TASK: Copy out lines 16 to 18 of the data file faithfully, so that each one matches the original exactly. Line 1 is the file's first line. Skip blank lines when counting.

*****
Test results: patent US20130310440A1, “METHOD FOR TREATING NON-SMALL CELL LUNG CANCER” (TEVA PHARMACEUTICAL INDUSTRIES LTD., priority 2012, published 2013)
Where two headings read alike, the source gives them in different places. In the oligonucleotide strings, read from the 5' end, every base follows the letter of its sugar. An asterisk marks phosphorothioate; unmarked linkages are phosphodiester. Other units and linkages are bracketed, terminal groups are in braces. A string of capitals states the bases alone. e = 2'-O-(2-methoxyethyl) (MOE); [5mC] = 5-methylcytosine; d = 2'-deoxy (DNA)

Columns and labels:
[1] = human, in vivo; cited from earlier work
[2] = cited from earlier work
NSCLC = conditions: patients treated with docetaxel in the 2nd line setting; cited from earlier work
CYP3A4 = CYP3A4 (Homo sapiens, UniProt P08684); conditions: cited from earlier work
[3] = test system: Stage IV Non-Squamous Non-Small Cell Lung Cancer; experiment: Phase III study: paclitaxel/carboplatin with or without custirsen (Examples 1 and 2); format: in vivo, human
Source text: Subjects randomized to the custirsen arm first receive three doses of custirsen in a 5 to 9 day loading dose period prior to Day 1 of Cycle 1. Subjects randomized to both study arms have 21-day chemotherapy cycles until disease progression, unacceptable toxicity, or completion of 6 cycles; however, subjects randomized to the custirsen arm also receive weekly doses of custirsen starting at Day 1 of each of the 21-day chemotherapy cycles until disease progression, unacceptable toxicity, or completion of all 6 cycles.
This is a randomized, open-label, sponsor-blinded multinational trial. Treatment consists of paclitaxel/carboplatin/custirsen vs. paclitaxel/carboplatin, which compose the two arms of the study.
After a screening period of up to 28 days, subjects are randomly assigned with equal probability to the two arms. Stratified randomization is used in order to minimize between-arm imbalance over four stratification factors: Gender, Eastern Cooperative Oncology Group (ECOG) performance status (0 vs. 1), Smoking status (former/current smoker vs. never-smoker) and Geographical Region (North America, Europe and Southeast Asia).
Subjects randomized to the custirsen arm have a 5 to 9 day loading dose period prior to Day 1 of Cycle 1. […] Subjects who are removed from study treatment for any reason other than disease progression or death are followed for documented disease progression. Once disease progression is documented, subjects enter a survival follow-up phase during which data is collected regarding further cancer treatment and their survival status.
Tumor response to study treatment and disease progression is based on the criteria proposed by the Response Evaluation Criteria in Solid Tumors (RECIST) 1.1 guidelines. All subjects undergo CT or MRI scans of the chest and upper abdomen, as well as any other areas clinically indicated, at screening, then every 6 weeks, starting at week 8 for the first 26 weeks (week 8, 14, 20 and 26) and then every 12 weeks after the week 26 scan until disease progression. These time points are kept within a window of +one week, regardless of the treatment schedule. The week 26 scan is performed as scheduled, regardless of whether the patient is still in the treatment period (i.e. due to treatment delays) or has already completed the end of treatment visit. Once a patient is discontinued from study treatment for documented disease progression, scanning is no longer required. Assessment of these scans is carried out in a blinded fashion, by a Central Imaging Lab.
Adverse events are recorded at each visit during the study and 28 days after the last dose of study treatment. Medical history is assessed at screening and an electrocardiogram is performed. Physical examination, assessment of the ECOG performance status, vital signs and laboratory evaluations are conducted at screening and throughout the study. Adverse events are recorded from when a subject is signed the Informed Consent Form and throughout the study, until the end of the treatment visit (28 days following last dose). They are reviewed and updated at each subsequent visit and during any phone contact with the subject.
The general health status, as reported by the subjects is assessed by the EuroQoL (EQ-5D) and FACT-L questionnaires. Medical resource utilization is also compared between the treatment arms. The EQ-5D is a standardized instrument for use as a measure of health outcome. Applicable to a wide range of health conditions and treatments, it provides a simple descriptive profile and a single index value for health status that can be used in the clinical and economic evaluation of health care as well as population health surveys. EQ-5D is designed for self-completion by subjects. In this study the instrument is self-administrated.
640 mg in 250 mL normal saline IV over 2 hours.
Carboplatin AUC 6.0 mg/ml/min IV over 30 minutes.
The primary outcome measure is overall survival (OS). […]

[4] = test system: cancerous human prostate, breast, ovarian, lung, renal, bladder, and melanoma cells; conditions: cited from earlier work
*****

640 mg in 250 mL normal saline IV over 2 hours.
Carboplatin AUC 6.0 mg/ml/min IV over 30 minutes.
The primary outcome measure is overall survival (OS). […]